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What does a CRNA do?

Learn all about CRNA duties, skills and much more. Get expert advice on how to become a CRNA.

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Brenna Goyette
Certified Professional Resume Writer, Career Expert

Published 4 min read

A certified registered nurse anesthetist (CRNA) is a type of nurse who specializes in administering anesthesia. CRNAs are responsible for assessing patients before surgery, administering the anesthesia, and monitoring the patient's vital signs during surgery.

CRNA job duties include:

  • Administering anesthesia
  • Monitoring patients during surgery
  • Keeping track of patients' vital signs
  • Adjusting anesthesia levels as needed
  • Providing pain relief
  • Assisting with surgeries
  • Checking equipment for safety
  • Maintaining sterile conditions
  • Educating patients and families about anesthesia

CRNA Job Requirements

A certified registered nurse anesthetist (CRNA) is a nurse who specializes in administering anesthesia. In order to become a CRNA, one must first become a registered nurse (RN). RNs can become CRNAs through either a bachelor of science in nursing (BSN) program or an associate degree in nursing (ADN) program. After completing an accredited nursing program, RNs must then pass the National Council Licensure Examination (NCLEX-RN). RNs must also complete an accredited nurse anesthesia program, which typically takes about 24 months to complete. Upon completion of the nurse anesthesia program, CRNAs must pass the National Certification Examination administered by the National Board of Certification and Recertification for Nurse Anesthetists (NBCRNA).

CRNA Skills

  • Awareness of different types of drugs and their effects
  • The ability to work with different types of people
  • The ability to work under pressure
  • The ability to think critically
  • The ability to make quick decisions
  • The ability to stay calm under pressure
  • The ability to handle stress
  • The ability to multitask
  • The ability to communicate effectively
  • The ability to work as part of a team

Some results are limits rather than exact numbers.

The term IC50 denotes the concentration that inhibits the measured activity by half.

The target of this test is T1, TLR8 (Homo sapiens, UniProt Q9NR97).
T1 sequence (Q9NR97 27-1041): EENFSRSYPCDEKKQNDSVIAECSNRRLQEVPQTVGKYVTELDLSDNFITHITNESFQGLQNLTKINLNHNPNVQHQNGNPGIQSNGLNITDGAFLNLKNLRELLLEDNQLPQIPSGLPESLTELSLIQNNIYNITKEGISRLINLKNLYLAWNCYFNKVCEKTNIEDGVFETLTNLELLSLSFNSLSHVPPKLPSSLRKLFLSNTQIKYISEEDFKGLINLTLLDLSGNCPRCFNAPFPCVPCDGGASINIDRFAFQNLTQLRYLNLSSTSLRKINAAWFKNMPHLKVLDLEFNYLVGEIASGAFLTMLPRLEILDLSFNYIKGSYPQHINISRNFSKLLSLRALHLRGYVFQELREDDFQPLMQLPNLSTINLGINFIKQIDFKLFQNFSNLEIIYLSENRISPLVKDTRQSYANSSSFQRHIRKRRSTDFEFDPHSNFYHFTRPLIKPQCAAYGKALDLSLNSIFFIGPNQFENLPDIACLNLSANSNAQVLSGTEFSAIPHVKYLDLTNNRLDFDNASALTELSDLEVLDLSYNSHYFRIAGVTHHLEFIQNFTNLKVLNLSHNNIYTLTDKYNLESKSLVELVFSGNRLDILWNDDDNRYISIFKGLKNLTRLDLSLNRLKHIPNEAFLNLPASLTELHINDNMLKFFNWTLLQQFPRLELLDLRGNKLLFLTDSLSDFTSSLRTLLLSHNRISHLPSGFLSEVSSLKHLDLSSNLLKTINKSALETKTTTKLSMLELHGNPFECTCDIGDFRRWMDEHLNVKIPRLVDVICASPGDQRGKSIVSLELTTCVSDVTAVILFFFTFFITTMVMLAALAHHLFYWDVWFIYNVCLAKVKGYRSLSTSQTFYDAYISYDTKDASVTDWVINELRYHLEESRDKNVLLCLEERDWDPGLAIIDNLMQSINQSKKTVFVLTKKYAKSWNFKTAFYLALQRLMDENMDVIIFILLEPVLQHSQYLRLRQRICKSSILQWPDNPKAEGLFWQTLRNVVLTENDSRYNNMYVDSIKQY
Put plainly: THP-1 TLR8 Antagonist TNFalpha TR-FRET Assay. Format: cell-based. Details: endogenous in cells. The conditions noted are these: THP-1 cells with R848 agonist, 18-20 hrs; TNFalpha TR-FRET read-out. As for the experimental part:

• The ability to maintain confidentiality

Related: Top CRNA Skills: Definition and Examples

How to become a CRNA

Certified Registered Nurse Anesthetists (CRNAs) are advanced practice nurses who administer anesthesia for surgeries and other medical procedures. CRNAs are an important part of the healthcare team and play a vital role in ensuring patient safety. If you are a registered nurse (RN) interested in becoming a CRNA, there are a few things you need to do.

First, you will need to obtain a bachelor’s degree in nursing (BSN). While you can become a CRNA with an associate’s degree in nursing (ADN), most programs prefer applicants with a BSN. Once you have your BSN, you will need to pass the National Council Licensure Examination (NCLEX-RN). After passing the NCLEX-RN, you will need to obtain a minimum of one year of full-time clinical experience as an RN in an acute care setting.

Once you have met all of the above requirements, you can apply to a CRNA program. Most CRNA programs are at least 24 months long and include didactic coursework as well as clinical rotations. Upon completion of a CRNA program, you will be required to pass the National Certification Examination administered by the National Board of Certification and Recertification for Nurse Anesthetists (NBCRNA).

Becoming a CRNA is a lengthy process, but it is one that can be very rewarding. As a CRNA, you will have the opportunity to make a difference in the lives of your patients and their families.

Related: CRNA Resume Example

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